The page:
A brief tour of the far right: the US and France


From the US, this is an extract from a post on the nativist strain of Republicanism, from the excellent Sad Red Earth blog:

In “The Vice of the Extremes,” I wrote of the transformed GOP that

we have a major political party … that has descended to levels of anti-intellectual ignorance, corporate plutocracy, chauvinism, xenophobic and racial hostility, and militaristic belligerence that have probably not been seen from a major political party in a putative democracy outside of the Balkans since the early 1930s.

The Balkans reference is instructional, for Serbian nationalism – to refer back to Vandervoort and ProEnglish – has its roots in the politics of language.

The Serbian linguist Vuk Stefanović Karadžić is commonly considered the father of Serbian nationalism.[1] Karadžić created a linguistic definition of the Serbs that included all speakers of the Štokavian dialect regardless of their religious affiliation or geographical origin.[1]

Similarly, France’s National Front, famously led by Jean-Marie Le Pen, presents a

political profile … based on French nationalism. Its current policies include economic protectionism, a zero tolerance approach to order issues, and opposition to immigration. Since the 1990s, its stance on the European Union has grown increasingly eurosceptic. The party’s opposition to immigration is particularly focused on non-European immigration, and includes support for deporting illegal, criminal, and unemployed immigrants

The party promotes more

generally the creation of a “French and European renaissance.

These elements do not simply exist in the United States – one will find them anywhere – they are invited into the contemporary conservative movement, and no GOP leader or presidential candidate repudiates them.  Of course, in contemporary America, given the decades-long drive toward a more enlightened, equal apportionment of human dignity, and the felt need among nativists to obscure their true nature and lineage, they will now claim to be racialist not racist, white nationalist, not white supremacist, and amid all the threads of connection, cavil a new net of lies to deny connection.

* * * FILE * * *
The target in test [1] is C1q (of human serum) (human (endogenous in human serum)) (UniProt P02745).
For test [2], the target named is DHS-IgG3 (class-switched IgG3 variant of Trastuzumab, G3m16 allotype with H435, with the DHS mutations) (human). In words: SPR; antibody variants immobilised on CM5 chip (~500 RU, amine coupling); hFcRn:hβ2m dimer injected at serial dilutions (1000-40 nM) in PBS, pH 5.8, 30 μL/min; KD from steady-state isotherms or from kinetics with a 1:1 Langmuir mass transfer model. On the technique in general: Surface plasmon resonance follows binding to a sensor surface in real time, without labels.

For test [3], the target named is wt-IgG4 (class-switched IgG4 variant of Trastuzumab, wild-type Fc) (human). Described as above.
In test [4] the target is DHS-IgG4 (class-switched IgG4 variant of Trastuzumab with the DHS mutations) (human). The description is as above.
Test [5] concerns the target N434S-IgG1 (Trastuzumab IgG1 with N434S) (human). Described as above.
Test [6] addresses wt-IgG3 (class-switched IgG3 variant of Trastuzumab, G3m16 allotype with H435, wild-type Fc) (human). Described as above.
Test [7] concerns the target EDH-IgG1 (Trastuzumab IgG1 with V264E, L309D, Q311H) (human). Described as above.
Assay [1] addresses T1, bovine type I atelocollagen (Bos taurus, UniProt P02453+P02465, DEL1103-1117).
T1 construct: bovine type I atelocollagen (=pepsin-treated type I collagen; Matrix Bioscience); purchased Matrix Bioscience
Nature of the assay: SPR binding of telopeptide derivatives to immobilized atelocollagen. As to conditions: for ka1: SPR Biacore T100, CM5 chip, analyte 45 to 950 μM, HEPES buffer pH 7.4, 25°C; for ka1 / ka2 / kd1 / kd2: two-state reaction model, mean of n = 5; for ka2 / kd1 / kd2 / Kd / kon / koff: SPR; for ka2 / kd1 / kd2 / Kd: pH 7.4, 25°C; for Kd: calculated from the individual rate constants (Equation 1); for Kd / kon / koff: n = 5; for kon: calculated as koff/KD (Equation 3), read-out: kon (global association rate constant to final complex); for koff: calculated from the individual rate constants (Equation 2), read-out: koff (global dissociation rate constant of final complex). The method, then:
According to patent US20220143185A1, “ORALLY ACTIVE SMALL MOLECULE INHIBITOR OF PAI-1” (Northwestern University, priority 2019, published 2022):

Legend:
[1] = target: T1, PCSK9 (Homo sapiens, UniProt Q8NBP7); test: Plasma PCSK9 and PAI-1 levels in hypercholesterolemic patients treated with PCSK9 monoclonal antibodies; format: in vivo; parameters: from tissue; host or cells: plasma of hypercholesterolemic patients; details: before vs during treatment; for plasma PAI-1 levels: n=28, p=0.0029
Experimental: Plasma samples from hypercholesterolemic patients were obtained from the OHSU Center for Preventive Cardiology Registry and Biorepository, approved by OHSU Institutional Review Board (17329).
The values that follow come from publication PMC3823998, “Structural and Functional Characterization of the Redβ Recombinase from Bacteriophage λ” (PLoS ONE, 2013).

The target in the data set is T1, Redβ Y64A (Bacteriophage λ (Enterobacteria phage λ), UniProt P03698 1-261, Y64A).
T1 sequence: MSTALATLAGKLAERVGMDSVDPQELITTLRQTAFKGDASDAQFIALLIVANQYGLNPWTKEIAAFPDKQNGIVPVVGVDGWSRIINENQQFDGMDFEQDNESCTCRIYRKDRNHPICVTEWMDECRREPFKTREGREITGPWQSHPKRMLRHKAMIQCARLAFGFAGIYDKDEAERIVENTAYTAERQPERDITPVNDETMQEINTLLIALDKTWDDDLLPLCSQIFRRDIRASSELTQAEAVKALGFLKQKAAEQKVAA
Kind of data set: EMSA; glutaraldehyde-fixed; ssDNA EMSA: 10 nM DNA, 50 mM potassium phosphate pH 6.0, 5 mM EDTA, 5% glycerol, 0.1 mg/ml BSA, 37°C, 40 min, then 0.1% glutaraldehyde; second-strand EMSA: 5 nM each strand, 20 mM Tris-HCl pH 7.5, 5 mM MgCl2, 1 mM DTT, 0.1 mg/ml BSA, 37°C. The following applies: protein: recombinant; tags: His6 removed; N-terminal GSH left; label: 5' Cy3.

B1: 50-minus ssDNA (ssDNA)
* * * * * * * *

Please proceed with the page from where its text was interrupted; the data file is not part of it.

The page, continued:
From France, here is an article on Marine Le Pen’s National Front:

In a key campaign speech almost nine weeks ahead of France’s presidential elections, French far-right candidate Marine Le Pen slammed globalisation and immigration, warning of adverse effects on the country’s economy and national identity.

Far-right leader Marine Le Pen slammed rival candidates on Sunday, calling them servants of the the banking and finance industries in a key election campaign speech in the northern city of Lille, only nine weeks ahead of presidential elections in France. “There is no left, there is no right, just two candidates who represent the interests of financial markets and the banks,” Le Pen said in reference to incumbent President Nicolas Sarkozy and Socialist Party candidate François Hollande…
In an hour-long address, the far-right candidate took aim at the globalised economy and immigration, claiming they’re having a ravaging effect on France.
“We need to resist the free market policies that threaten our economy, and yes, even our identity,” Le Pen told cheering supporters. “And those princes of the finance and banking world who are nothing more than a global mafia and exploit man with no-one controlling them, ” the 43-year-old former lawyer added, once again infusing her speech with language more characteristic of the left than of the right.
“Patriots of the world, unite!” Le Pen clamoured at one point in her speech, and later argued that the human person needed to be “placed at the centre of the economy.”

One Response to “A brief tour of the far right: the US and France”

  1. 1 DMZ3

    Sounds like Ron Paul.

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